Published Tuesday, 17 December 2013

Europe’s role in feeding the world in 2050 

What is Europe’s role in feeding a growing world population now and in 2050? And what role should science and technology play? In a workshop on 4th December 2013 IEEP presented the synthesis of a series of reports for the European Parliament’s Science and Technology Options Assessment (STOA) Panel aimed at answering these questions.

IEEP’s David Baldock summed up the body of work by pointing out priorities for a positive plan for Europe to actively conserve its own productive resources for food production, increase resource efficiency, foster innovation and best practices, and reduce Europe’s overall demands on the world food system. He pointed out that EU policies driving demand for biofuels could be changed to drive use of more waste and residues and fewer food crops. He also drew attention to the importance of the EU’s support for sustainable agricultural production in the developing world, where most of the current and future hungry are.

In his concluding reflections, David Baldock drew attention to points of consensus at the workshop; speakers and audience from all through the food chain agree that we need a collective approach addressing both supply and demand, and that we are not saying European food production needs to increase immediately. He reminded us that a more sustainable food supply will be very knowledge-intensive, and everybody needs to be well informed from farmers to consumers. There are trade-offs, and no sustainability magic box. Action is needed at all levels from high–tech and cutting edge science, to working with people especially farmers, and a key role for low tech agriculture and ecological agriculture approaches.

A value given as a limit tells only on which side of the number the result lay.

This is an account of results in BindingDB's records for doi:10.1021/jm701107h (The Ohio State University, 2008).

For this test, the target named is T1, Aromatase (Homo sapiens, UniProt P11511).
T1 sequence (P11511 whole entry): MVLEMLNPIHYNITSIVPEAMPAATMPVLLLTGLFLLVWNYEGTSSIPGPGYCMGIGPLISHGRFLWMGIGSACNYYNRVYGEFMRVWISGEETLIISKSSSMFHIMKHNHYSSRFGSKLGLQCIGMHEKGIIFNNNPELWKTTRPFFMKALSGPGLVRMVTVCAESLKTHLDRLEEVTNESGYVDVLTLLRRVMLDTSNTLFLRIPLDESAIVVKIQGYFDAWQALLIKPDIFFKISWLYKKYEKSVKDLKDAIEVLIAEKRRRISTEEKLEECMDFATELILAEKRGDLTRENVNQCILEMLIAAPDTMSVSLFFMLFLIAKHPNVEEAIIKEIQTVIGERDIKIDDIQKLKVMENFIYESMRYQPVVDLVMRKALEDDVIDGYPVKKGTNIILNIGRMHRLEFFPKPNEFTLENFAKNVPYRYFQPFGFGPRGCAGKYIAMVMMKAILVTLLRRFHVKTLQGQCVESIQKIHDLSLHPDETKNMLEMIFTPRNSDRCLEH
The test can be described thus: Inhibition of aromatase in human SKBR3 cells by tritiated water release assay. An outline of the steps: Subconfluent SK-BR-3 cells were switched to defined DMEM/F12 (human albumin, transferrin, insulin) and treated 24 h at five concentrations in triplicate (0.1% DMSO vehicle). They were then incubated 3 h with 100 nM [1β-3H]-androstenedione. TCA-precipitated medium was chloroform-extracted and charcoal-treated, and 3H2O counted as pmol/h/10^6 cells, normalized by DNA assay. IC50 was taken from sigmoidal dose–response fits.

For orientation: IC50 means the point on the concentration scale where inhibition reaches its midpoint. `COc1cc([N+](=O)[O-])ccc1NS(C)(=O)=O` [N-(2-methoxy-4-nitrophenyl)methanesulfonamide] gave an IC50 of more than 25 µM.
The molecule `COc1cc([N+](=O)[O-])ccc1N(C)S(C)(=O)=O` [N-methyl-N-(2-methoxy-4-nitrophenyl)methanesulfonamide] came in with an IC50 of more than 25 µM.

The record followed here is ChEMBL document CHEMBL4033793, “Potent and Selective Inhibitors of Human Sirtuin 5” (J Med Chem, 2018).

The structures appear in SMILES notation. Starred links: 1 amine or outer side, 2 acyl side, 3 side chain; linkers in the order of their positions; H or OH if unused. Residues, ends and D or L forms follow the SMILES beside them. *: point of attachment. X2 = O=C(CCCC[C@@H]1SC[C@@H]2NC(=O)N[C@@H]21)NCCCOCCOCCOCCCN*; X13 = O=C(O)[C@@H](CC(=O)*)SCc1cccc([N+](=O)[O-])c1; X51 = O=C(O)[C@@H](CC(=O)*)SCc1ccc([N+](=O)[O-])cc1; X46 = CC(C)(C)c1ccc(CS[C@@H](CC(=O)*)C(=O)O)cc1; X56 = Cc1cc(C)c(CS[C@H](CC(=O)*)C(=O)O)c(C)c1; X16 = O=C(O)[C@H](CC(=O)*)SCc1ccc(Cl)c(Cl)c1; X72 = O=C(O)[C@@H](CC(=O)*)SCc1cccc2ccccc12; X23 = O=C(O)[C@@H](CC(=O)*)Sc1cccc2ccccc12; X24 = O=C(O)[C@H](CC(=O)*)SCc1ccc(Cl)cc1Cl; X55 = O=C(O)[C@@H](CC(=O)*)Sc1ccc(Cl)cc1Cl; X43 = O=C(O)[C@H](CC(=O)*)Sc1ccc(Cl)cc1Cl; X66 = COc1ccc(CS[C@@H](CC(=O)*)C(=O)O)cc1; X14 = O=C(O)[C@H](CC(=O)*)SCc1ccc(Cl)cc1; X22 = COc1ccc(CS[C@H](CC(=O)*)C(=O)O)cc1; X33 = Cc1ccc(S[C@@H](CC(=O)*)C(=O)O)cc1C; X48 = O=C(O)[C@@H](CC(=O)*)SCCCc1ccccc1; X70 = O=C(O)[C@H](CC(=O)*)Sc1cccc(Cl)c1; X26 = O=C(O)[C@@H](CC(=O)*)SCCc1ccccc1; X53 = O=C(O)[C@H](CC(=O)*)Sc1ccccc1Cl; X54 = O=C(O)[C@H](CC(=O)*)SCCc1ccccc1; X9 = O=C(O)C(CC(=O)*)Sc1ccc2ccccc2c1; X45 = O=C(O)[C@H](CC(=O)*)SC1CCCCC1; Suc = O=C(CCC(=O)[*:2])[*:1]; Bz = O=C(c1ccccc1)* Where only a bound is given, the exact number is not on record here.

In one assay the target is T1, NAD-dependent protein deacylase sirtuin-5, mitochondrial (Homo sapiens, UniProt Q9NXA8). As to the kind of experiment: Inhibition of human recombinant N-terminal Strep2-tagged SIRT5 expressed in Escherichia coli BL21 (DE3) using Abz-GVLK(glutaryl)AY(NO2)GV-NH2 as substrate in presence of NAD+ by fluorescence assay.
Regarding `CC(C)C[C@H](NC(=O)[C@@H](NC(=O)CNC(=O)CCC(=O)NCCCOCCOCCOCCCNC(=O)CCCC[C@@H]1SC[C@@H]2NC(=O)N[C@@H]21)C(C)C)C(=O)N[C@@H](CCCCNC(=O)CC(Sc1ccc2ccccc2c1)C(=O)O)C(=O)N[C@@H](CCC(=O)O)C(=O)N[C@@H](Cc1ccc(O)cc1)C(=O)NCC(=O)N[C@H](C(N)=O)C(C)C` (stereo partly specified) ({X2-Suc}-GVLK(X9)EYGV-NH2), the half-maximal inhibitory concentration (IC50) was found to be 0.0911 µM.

The five parallel studies, of which IEEP led the 1st and 5th, looked at:

  • The interaction between agriculture & climate change and between agriculture & biodiversity
  • Plant breeding and innovative agriculture for sustainable intensification of crop production
  • Sustainable food processing
  • Options for cutting food waste
  • Recycling crop and food residues for sustainable bioenergy and biomaterials

The workshop on 4th December was well-attended by around 100 people from NGOs, food companies, supermarket chains, farmers associations, researchers from Commission and Parliament, and students. It was also web-streamed by EuroParl TV, which has been accessed by a wide audience. The M EPs Giovanni La Via, Vittorio Prodi and Kent Johansson chaired the panels, and the well-known Dutch scientist and author Louise Fresco gave a keynote speech.

You can find all the reports and the presentations and videos here.

Related articles